In the natural world, everything is a resource. Even the most trivial or improbable niche has its occupier. Perhaps the most glaring example of this principle would be astonishing fecundity of life supported by animal dung.
This is no news to you if you’ve ever hung around livestock. Stables, paddocks, pastures, and feedlots are typically rife with flies that feed on or breed in manure. And there are entire families and subfamilies of insects that have evolved specifically to exploit this unappealing but fertile resource.
The key thing is that the digestive process of an herbivore breaks down the otherwise durable structure of plant cells, quite literally freeing the nutrient-rich cell contents from their shell. Many of those nutrients are absorbed through the intestines to support the life and growth of the herbivore; from a cow’s perspective, of course, that’s the whole point of digestion.
But the process of absorption is by no means complete, and what a cow or horse intestine tosses back into the environment is basically plant matter with the hardest part of digestion already taken care of. That’s why manure is a good fertilizer, and why so many arthropods associate with dung.
The point was driven home to me on a recent sunny morning as I naturalized at the Land Bank’s small but delightful Little Duarte’s Pond Preserve. Tracks on a public walking trail showed that a single horse had passed by a few hours before I did; the horse had thoughtfully left behind a pile of manure that, by the time of my arrival, had attracted a swarm of flies.
A quick scan with my binoculars suggested that multiple fly species were present, so I shortened the range. It was a perfect set-up: dung fresh enough to be irresistible to flies, good light for photography, and just a bit of breeze so I could hunch over the upwind side of the dung and photograph in complete comfort.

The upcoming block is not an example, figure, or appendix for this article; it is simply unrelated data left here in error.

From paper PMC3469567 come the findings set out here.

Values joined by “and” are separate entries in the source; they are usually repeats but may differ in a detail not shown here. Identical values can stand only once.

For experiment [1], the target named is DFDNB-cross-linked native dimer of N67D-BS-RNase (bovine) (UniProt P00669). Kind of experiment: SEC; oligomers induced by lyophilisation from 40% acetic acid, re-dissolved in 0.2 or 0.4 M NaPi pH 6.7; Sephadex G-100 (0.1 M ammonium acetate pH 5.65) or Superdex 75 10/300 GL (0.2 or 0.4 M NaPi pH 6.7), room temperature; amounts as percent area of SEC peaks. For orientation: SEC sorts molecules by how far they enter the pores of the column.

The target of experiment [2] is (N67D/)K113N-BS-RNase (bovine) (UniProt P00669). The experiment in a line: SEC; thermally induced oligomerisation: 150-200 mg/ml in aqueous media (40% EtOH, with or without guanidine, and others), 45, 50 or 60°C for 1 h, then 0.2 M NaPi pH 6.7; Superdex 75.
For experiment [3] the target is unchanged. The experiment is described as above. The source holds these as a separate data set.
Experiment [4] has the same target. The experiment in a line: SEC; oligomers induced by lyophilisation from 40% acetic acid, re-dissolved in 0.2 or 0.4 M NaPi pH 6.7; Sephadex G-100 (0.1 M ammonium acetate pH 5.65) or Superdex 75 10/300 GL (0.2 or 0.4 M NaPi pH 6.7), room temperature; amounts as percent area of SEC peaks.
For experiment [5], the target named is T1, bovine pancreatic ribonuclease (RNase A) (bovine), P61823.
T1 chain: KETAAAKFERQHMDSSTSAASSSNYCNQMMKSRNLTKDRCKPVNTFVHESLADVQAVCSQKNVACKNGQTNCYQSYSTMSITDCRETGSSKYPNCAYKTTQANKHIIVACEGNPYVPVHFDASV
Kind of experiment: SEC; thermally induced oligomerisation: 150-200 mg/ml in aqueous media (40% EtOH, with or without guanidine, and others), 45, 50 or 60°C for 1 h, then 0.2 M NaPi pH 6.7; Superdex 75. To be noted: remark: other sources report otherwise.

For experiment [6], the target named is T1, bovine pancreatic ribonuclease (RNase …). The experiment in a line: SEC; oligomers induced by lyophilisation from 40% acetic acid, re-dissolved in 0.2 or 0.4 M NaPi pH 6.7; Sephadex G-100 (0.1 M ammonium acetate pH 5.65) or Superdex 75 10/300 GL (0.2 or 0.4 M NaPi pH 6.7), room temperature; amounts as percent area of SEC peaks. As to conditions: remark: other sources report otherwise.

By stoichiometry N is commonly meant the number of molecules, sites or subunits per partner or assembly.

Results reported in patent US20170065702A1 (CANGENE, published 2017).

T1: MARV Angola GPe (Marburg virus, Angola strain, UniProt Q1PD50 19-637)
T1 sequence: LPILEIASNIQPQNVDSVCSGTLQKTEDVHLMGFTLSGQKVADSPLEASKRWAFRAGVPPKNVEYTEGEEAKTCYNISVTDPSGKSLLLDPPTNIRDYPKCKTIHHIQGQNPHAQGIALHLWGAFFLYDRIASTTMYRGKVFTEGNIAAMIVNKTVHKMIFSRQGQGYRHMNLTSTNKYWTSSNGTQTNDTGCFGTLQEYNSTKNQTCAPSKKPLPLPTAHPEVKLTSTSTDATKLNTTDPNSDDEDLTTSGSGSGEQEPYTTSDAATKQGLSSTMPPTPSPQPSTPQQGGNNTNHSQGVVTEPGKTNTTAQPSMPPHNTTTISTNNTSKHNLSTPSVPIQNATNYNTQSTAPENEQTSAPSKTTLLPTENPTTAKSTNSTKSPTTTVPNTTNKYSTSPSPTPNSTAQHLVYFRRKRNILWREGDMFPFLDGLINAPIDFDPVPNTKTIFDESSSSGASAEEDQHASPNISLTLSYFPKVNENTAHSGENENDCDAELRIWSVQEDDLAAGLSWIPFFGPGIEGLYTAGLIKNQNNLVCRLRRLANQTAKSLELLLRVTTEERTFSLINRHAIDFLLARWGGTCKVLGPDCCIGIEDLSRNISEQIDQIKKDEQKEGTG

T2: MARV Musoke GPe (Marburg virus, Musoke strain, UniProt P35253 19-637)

First on the agenda was photographing one of the most beautiful flies I know: Scathophaga stercoraria, also known as the golden dung fly. Males of this species are covered in yellow fuzz, and it’s not a subtle yellow, either. Females, alas, lack the fuzz and, for some reason, are much less numerous in most situations. In this case, I found only one female, but about a dozen of the garish males were chasing each other and exploring the pile of manure.
The females of this species lay their eggs on dung, and that is where the larvae develop. Adults of both sexes visit dung for reproductive purposes, and perhaps they feed on it some, as well. But primarily, adults are predators on other flies. Though Scathophaga is in a group of flies that generally has spongy mouthparts, adapted to soaking up liquid food, in this genus those mouthparts have evolved into a stiff spike capable of piercing the exoskeleton of other insects. I watched this process take place, as a blow fly wandered too close to a male dung fly. Wham! In seconds, the dung fly had pounced, enveloped its prey in its densely spined legs, and subdued it with a stab to thorax.
A second very attractive fly that caught my eye proved to be Physiphora alceae. In the family Ulidiidae, also known as picture-winged flies, this elegant little job sported an iridescent green body and distinctly striped eyes. Adults of this species are said to feed solely on flowers. But this is another fly that lays its eggs on dung (or sometimes, just decaying plant matter). I only found a single individual of this species, which may have been a female getting ready to lay eggs or a male looking for a female to mate with.
In addition to these two stunners, the dung pile hosted two very familiar representatives of the blow fly family (Calliphoridae). As a family, blow flies both feed on and lay eggs on a wide range of unpleasant material: Dung, but also carrion and rotting plant material. In this case, members of two genera were present, Calliphora (“blue-bottle flies”) and Lucilia (“green-bottle flies”). Determining which species I had found probably would have required taking specimens and examining them under magnification; the key details are very hard to see in the field, or even in a photograph.
Similarly, a small, streaked gray fly defined precise identification; I recognized it as a member of Muscoidea, the same broad group that contains the familiar house fly, but have learned that precise identification of such flies from photos is often impossible. I had better luck IDing — though not photographing — two other types of flies: a single miniscule, antlike number in the family Sepsidae, which marched about constantly flashing its wings like flags, and an abundant but tiny and constantly moving species, Sphaerocera curvipes, in a family known, appropriately, as lesser dung flies. Scores of these were present.
So the final tally was seven species representing six families (that’s just the flies; I haven’t even mentioned the beetles!). Two of those families (and one beetle family) were completely new to me. Such is the magical draw of fresh dung, and now you know why I can’t pass a pile of manure without zeroing in for a look.